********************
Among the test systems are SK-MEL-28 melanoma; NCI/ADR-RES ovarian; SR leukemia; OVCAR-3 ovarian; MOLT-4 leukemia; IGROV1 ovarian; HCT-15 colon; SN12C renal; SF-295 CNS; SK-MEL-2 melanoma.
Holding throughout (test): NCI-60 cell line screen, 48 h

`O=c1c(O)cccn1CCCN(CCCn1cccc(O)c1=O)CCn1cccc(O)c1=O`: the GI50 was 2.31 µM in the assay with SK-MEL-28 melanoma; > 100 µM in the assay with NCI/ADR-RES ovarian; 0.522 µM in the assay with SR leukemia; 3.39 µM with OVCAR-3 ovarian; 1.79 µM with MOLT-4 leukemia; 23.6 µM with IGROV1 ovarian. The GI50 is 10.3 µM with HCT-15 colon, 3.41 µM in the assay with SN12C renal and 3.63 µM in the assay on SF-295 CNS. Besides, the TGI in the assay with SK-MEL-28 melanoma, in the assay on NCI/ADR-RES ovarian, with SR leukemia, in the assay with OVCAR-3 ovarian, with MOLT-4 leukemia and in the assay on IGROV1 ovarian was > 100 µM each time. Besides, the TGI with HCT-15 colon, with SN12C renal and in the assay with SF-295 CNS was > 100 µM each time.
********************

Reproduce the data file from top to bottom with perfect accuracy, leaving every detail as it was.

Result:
Among the test systems are SK-MEL-28 melanoma; NCI/ADR-RES ovarian; SR leukemia; OVCAR-3 ovarian; MOLT-4 leukemia; IGROV1 ovarian; HCT-15 colon; SN12C renal; SF-295 CNS; SK-MEL-2 melanoma.
Holding throughout (test): NCI-60 cell line screen, 48 h

`O=c1c(O)cccn1CCCN(CCCn1cccc(O)c1=O)CCn1cccc(O)c1=O`: the GI50 was 2.31 µM in the assay with SK-MEL-28 melanoma; > 100 µM in the assay with NCI/ADR-RES ovarian; 0.522 µM in the assay with SR leukemia; 3.39 µM with OVCAR-3 ovarian; 1.79 µM with MOLT-4 leukemia; 23.6 µM with IGROV1 ovarian. The GI50 is 10.3 µM with HCT-15 colon, 3.41 µM in the assay with SN12C renal and 3.63 µM in the assay on SF-295 CNS. Besides, the TGI in the assay with SK-MEL-28 melanoma, in the assay on NCI/ADR-RES ovarian, with SR leukemia, in the assay with OVCAR-3 ovarian, with MOLT-4 leukemia and in the assay on IGROV1 ovarian was > 100 µM each time. Besides, the TGI with HCT-15 colon, with SN12C renal and in the assay with SF-295 CNS was > 100 µM each time.